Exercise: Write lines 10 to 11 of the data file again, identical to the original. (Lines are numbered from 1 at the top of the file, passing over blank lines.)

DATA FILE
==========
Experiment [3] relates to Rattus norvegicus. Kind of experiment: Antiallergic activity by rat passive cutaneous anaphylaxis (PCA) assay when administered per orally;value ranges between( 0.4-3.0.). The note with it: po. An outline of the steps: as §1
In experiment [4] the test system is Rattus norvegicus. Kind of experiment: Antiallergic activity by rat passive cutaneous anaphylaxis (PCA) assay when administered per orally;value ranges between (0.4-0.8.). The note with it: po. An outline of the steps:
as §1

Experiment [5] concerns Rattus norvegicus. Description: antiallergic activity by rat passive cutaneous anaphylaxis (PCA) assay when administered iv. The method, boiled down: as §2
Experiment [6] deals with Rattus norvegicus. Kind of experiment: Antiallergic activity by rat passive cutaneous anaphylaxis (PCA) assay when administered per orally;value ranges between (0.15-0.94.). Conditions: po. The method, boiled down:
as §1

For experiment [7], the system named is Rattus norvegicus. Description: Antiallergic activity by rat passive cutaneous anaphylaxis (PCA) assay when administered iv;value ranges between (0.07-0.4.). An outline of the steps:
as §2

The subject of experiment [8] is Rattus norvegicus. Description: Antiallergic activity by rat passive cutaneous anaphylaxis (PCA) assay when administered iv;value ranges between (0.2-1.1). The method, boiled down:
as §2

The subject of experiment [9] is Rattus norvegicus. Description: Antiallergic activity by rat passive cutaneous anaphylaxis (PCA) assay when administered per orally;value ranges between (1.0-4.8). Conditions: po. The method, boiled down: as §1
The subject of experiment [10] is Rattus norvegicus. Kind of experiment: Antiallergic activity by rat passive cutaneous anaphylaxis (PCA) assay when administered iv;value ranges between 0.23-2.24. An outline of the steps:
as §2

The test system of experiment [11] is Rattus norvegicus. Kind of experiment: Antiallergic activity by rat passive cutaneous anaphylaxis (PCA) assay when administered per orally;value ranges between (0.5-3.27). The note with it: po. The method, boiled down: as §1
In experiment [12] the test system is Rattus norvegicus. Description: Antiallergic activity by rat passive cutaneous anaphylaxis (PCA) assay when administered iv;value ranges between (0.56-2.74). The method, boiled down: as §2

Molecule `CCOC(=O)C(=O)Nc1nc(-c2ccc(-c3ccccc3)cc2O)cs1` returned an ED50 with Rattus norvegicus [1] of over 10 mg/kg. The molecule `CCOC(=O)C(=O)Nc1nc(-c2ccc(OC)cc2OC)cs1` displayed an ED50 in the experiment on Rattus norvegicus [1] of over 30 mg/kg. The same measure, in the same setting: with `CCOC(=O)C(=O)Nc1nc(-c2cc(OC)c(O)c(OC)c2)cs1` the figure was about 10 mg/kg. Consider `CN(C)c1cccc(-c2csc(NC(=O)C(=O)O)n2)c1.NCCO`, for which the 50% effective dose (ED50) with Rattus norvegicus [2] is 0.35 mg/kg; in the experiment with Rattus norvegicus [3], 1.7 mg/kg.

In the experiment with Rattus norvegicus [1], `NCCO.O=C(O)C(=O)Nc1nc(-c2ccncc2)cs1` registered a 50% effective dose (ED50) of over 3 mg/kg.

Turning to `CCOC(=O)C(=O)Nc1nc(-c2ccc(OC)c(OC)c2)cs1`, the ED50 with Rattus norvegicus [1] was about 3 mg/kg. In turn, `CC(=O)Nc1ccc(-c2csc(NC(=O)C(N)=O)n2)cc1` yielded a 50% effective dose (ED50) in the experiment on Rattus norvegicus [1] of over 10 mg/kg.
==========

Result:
as §2

The subject of experiment [9] is Rattus norvegicus. Description: Antiallergic activity by rat passive cutaneous anaphylaxis (PCA) assay when administered per orally;value ranges between (1.0-4.8). Conditions: po. The method, boiled down: as §1